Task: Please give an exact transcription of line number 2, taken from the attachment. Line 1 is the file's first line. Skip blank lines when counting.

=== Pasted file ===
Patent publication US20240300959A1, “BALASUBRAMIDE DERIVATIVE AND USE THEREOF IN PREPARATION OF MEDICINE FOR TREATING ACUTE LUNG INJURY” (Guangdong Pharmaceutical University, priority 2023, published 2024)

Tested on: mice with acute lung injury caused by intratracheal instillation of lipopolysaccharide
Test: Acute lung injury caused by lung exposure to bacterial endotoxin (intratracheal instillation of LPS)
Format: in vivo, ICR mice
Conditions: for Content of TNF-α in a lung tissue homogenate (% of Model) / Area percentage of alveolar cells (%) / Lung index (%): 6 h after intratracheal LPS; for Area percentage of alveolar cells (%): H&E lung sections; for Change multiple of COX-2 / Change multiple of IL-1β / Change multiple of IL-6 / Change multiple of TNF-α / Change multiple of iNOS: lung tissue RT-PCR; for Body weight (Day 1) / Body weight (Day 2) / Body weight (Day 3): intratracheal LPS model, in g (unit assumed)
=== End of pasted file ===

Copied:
Tested on: mice with acute lung injury caused by intratracheal instillation of lipopolysaccharide